With the exception of Mardi Gras 1994, when I traveled to Philadelphia to be on QVC's live Mardi Gras show, every Fat Tuesday since 1986 I have appeared on local TV covering the day's events. Truth is, I have never ridden in a parade. When the opportunity to ride in Rex this year came my way, I couldn't resist.
More than a few people expressed shock that I, of all people, had never ridden in a Mardi Gras parade. While I have marched in many, starting in 1958 as a student musician and then for many years as a marching band director, I had never set foot on a float-at least not a moving one.
The day started at 7:30 AM with a TV interview on the Fox 8 Live Morning News show in front of my float, the Jester (#3), followed by coffee and breakfast with the King of Carnival inside the den. After dressing in costume, we gathered to salute the raising of the American flag and the Rex flag, as the Marine Corps Band played the National Anthem. After a short walk in the brisk morning air, my float mates and I mounted our float.
I was one of three newbies. My position was the third man, passenger's side. I soon realized I had worn too many layers under my jester outfit. I also learned that there is not much space on a float for bodies, throws, and carry-ons. I simply brought too much stuff.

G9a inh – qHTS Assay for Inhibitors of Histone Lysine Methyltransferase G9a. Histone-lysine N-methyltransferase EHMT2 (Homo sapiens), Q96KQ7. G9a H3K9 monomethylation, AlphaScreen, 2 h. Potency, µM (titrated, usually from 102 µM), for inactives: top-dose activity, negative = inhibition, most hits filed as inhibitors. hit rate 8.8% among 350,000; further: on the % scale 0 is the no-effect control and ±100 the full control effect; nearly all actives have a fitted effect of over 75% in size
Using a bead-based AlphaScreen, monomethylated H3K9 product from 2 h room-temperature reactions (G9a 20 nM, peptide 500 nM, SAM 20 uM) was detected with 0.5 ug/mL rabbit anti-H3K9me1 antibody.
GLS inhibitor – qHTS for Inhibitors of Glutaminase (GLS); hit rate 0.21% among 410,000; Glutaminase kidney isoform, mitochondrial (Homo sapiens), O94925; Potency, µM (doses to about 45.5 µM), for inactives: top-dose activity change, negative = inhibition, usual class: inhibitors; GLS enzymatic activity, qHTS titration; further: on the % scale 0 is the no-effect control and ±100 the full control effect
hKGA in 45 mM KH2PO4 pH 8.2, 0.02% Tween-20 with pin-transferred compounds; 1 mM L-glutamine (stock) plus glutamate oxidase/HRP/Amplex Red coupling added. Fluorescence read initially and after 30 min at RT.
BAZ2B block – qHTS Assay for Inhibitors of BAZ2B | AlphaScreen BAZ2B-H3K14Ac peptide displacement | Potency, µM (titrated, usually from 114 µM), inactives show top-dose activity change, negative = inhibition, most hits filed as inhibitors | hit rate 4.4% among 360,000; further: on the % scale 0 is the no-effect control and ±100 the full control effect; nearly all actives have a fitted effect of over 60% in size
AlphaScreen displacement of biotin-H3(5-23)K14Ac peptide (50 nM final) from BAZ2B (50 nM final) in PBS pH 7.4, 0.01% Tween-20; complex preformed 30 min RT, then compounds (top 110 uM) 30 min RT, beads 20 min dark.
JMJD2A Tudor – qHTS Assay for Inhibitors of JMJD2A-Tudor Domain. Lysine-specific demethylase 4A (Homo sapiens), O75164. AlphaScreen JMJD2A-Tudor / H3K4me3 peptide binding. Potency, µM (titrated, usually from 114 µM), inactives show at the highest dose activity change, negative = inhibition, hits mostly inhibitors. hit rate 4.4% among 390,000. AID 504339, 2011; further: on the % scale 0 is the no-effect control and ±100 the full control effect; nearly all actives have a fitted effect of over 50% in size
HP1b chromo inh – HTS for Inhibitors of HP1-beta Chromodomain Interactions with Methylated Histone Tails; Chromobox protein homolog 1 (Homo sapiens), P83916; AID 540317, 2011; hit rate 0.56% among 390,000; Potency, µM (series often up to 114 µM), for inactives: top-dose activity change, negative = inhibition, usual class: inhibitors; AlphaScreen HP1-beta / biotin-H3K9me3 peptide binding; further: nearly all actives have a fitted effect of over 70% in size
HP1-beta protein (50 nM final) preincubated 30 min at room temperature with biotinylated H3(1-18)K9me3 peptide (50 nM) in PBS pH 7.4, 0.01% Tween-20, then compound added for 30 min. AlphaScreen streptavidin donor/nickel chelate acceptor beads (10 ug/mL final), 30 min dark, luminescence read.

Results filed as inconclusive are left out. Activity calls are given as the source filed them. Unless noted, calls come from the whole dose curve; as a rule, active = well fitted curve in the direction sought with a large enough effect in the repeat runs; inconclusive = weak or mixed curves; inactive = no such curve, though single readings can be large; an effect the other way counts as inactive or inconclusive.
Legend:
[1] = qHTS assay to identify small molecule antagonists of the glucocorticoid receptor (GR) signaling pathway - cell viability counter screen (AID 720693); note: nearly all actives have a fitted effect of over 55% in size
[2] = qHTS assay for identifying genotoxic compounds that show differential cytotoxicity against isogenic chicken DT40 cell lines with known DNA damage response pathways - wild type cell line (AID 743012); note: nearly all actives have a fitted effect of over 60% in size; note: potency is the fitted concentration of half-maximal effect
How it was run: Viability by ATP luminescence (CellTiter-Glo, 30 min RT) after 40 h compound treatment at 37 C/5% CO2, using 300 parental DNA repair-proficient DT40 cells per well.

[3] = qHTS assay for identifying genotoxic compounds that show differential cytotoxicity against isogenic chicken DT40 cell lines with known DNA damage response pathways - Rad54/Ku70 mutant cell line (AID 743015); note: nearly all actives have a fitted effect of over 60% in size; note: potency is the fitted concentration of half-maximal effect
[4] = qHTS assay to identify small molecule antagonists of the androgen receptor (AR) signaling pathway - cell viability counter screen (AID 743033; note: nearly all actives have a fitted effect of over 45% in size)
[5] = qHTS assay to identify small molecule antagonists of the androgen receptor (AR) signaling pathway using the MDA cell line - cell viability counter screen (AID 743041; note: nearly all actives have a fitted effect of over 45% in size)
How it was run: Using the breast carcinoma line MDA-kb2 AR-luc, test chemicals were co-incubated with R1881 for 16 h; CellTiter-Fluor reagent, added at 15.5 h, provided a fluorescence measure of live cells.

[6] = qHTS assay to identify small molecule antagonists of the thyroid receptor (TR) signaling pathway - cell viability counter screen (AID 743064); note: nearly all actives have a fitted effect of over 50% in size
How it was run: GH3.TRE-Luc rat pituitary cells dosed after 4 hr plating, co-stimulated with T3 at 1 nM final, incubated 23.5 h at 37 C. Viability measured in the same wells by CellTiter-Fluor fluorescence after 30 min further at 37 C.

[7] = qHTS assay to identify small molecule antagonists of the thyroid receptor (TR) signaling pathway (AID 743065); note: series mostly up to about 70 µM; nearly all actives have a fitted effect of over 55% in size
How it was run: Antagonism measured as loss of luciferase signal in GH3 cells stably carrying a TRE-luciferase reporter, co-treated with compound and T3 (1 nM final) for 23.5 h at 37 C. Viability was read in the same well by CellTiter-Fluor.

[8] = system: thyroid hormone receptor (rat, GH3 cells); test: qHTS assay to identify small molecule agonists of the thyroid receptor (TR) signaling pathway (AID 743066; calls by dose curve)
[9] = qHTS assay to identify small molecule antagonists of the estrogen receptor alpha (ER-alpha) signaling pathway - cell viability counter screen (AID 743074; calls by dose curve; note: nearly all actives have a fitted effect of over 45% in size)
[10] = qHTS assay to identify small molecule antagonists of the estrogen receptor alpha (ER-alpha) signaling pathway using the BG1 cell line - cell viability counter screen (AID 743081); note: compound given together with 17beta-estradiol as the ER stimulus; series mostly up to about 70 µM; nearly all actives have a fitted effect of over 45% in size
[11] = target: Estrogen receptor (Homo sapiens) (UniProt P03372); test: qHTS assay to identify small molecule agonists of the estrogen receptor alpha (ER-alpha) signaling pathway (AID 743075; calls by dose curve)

The float moved more quickly than I had anticipated as we rolled down South Claiborne to the starting point at Napoleon, where we commenced throwing promptly at 10 AM.
There were some heavy hitters on this float, guys who could have had me star struck if they'd wanted, but they were too busy showing us rookies the ropes. Refreshments, liquid and otherwise, were provided courtesy of a member or two. On route, fried chicken was delivered to the float. We were also offered food by several parade watchers, though most of them, clearly Carnival vets, were savvy enough to ask for something in return.
My greatest challenge throughout the day was keeping my jester hat in place. The wind never let up, and the loose rubber band-like string that was supposed to keep the hat tight got stretched to the point that I had to hold the hat on with my left hand while trying to throw with my right.
Although I drank nothing but water on the float, much of the next four hours are a blur to me. Crowds were spirited and larger than I anticipated. We all battled the wind as some throws blew back onto the float. I learned quickly that when the float is in motion the riders can't understand what people on the ground are yelling-pretty good argument for carrying a sign. Establishing eye contact is difficult because of the mask. I had brought on board special packages for family and friends whom I never saw along the route, even though I knew where they were supposed to be standing.
Opening the boxes and unwrapping the throws took time away from throwing them. After a few blocks I got quicker, but not quick enough. I was warned that I would run out of throws, but we actually had more throws on our float than we could toss.